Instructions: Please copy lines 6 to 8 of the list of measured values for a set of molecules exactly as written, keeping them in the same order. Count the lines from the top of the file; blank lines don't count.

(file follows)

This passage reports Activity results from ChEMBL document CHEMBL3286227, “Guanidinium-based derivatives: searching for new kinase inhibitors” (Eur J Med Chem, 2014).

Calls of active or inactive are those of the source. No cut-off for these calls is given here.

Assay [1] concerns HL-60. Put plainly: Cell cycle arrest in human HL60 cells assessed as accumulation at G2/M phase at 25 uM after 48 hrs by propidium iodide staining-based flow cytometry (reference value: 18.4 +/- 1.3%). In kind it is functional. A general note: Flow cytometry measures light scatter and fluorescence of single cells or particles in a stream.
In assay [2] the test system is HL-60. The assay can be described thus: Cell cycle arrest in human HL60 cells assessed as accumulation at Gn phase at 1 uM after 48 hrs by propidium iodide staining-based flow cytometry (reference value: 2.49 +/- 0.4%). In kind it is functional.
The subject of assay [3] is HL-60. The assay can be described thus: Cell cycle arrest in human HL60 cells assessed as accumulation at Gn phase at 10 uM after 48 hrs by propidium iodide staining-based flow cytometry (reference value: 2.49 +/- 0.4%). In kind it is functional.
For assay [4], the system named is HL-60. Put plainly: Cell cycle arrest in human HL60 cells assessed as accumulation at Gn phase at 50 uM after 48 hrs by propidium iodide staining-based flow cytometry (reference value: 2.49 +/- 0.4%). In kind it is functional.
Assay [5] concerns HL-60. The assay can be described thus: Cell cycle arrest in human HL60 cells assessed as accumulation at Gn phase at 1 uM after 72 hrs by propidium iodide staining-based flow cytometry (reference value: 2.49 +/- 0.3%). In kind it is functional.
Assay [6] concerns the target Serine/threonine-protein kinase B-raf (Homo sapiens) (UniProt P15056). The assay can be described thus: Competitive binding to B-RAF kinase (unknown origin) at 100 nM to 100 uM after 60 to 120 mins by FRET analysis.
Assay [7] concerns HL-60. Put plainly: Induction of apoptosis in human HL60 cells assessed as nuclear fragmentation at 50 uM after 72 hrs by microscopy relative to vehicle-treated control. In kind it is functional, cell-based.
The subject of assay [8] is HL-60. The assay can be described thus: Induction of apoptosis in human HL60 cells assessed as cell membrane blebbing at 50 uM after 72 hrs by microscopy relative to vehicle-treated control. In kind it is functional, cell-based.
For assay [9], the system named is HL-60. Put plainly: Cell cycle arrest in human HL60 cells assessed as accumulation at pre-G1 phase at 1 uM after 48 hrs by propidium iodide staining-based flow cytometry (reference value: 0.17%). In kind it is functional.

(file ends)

For assay [4], the system named is HL-60. Put plainly: Cell cycle arrest in human HL60 cells assessed as accumulation at Gn phase at 50 uM after 48 hrs by propidium iodide staining-based flow cytometry (reference value: 2.49 +/- 0.4%). In kind it is functional.
Assay [5] concerns HL-60. The assay can be described thus: Cell cycle arrest in human HL60 cells assessed as accumulation at Gn phase at 1 uM after 72 hrs by propidium iodide staining-based flow cytometry (reference value: 2.49 +/- 0.3%). In kind it is functional.
Assay [6] concerns the target Serine/threonine-protein kinase B-raf (Homo sapiens) (UniProt P15056). The assay can be described thus: Competitive binding to B-RAF kinase (unknown origin) at 100 nM to 100 uM after 60 to 120 mins by FRET analysis.